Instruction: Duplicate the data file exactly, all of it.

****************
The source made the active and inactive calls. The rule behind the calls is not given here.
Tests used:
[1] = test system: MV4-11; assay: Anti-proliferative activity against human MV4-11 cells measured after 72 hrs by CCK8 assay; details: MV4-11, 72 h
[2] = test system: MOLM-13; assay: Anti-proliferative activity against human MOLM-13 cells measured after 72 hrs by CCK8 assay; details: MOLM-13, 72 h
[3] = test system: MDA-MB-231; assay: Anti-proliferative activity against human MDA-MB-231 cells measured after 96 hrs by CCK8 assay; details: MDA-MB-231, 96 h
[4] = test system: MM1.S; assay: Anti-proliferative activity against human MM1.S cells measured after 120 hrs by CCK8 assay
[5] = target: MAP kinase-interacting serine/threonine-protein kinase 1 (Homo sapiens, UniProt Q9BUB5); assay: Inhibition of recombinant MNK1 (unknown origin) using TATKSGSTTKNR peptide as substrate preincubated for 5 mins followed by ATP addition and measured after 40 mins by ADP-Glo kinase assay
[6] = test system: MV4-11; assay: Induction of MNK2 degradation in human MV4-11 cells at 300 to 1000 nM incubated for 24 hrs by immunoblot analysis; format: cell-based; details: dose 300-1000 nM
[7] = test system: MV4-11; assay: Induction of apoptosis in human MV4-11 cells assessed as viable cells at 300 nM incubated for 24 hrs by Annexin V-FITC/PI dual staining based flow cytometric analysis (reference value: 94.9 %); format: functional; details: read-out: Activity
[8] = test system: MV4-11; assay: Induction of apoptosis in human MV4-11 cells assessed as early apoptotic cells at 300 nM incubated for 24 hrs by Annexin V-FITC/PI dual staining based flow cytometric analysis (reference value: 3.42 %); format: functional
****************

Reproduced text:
The source made the active and inactive calls. The rule behind the calls is not given here.
Tests used:
[1] = test system: MV4-11; assay: Anti-proliferative activity against human MV4-11 cells measured after 72 hrs by CCK8 assay; details: MV4-11, 72 h
[2] = test system: MOLM-13; assay: Anti-proliferative activity against human MOLM-13 cells measured after 72 hrs by CCK8 assay; details: MOLM-13, 72 h
[3] = test system: MDA-MB-231; assay: Anti-proliferative activity against human MDA-MB-231 cells measured after 96 hrs by CCK8 assay; details: MDA-MB-231, 96 h
[4] = test system: MM1.S; assay: Anti-proliferative activity against human MM1.S cells measured after 120 hrs by CCK8 assay
[5] = target: MAP kinase-interacting serine/threonine-protein kinase 1 (Homo sapiens, UniProt Q9BUB5); assay: Inhibition of recombinant MNK1 (unknown origin) using TATKSGSTTKNR peptide as substrate preincubated for 5 mins followed by ATP addition and measured after 40 mins by ADP-Glo kinase assay
[6] = test system: MV4-11; assay: Induction of MNK2 degradation in human MV4-11 cells at 300 to 1000 nM incubated for 24 hrs by immunoblot analysis; format: cell-based; details: dose 300-1000 nM
[7] = test system: MV4-11; assay: Induction of apoptosis in human MV4-11 cells assessed as viable cells at 300 nM incubated for 24 hrs by Annexin V-FITC/PI dual staining based flow cytometric analysis (reference value: 94.9 %); format: functional; details: read-out: Activity
[8] = test system: MV4-11; assay: Induction of apoptosis in human MV4-11 cells assessed as early apoptotic cells at 300 nM incubated for 24 hrs by Annexin V-FITC/PI dual staining based flow cytometric analysis (reference value: 3.42 %); format: functional